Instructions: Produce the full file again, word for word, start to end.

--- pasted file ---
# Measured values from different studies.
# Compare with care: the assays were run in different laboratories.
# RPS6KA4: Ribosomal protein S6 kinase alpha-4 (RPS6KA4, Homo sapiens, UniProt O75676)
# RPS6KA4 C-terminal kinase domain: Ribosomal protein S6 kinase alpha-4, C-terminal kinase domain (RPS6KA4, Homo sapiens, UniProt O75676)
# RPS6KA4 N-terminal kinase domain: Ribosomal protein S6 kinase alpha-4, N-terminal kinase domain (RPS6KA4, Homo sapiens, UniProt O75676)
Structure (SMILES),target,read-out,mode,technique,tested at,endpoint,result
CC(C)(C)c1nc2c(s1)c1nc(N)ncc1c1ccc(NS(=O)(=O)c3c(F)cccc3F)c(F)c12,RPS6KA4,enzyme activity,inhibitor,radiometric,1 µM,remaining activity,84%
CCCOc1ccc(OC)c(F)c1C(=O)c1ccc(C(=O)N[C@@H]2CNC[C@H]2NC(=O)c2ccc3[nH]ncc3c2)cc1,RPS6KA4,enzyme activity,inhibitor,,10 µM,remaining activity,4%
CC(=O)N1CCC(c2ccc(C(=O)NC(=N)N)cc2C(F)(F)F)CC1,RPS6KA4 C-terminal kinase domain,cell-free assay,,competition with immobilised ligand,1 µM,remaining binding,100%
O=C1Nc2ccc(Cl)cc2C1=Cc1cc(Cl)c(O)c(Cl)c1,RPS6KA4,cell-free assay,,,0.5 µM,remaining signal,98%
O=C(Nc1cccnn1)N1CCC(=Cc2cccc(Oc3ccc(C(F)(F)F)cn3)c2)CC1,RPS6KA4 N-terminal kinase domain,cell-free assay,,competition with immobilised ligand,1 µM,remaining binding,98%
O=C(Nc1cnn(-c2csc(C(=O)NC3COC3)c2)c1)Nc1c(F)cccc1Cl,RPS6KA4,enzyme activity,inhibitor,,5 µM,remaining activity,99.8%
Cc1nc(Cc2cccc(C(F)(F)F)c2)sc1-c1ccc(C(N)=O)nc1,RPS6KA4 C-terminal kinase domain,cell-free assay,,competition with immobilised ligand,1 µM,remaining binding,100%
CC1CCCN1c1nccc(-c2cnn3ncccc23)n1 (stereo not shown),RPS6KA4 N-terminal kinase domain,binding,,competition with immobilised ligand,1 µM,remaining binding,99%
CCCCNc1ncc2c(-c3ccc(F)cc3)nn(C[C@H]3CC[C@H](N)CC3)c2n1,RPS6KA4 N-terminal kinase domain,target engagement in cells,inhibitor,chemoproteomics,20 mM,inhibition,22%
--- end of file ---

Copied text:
# Measured values from different studies.
# Compare with care: the assays were run in different laboratories.
# RPS6KA4: Ribosomal protein S6 kinase alpha-4 (RPS6KA4, Homo sapiens, UniProt O75676)
# RPS6KA4 C-terminal kinase domain: Ribosomal protein S6 kinase alpha-4, C-terminal kinase domain (RPS6KA4, Homo sapiens, UniProt O75676)
# RPS6KA4 N-terminal kinase domain: Ribosomal protein S6 kinase alpha-4, N-terminal kinase domain (RPS6KA4, Homo sapiens, UniProt O75676)
Structure (SMILES),target,read-out,mode,technique,tested at,endpoint,result
CC(C)(C)c1nc2c(s1)c1nc(N)ncc1c1ccc(NS(=O)(=O)c3c(F)cccc3F)c(F)c12,RPS6KA4,enzyme activity,inhibitor,radiometric,1 µM,remaining activity,84%
CCCOc1ccc(OC)c(F)c1C(=O)c1ccc(C(=O)N[C@@H]2CNC[C@H]2NC(=O)c2ccc3[nH]ncc3c2)cc1,RPS6KA4,enzyme activity,inhibitor,,10 µM,remaining activity,4%
CC(=O)N1CCC(c2ccc(C(=O)NC(=N)N)cc2C(F)(F)F)CC1,RPS6KA4 C-terminal kinase domain,cell-free assay,,competition with immobilised ligand,1 µM,remaining binding,100%
O=C1Nc2ccc(Cl)cc2C1=Cc1cc(Cl)c(O)c(Cl)c1,RPS6KA4,cell-free assay,,,0.5 µM,remaining signal,98%
O=C(Nc1cccnn1)N1CCC(=Cc2cccc(Oc3ccc(C(F)(F)F)cn3)c2)CC1,RPS6KA4 N-terminal kinase domain,cell-free assay,,competition with immobilised ligand,1 µM,remaining binding,98%
O=C(Nc1cnn(-c2csc(C(=O)NC3COC3)c2)c1)Nc1c(F)cccc1Cl,RPS6KA4,enzyme activity,inhibitor,,5 µM,remaining activity,99.8%
Cc1nc(Cc2cccc(C(F)(F)F)c2)sc1-c1ccc(C(N)=O)nc1,RPS6KA4 C-terminal kinase domain,cell-free assay,,competition with immobilised ligand,1 µM,remaining binding,100%
CC1CCCN1c1nccc(-c2cnn3ncccc23)n1 (stereo not shown),RPS6KA4 N-terminal kinase domain,binding,,competition with immobilised ligand,1 µM,remaining binding,99%
CCCCNc1ncc2c(-c3ccc(F)cc3)nn(C[C@H]3CC[C@H](N)CC3)c2n1,RPS6KA4 N-terminal kinase domain,target engagement in cells,inhibitor,chemoproteomics,20 mM,inhibition,22%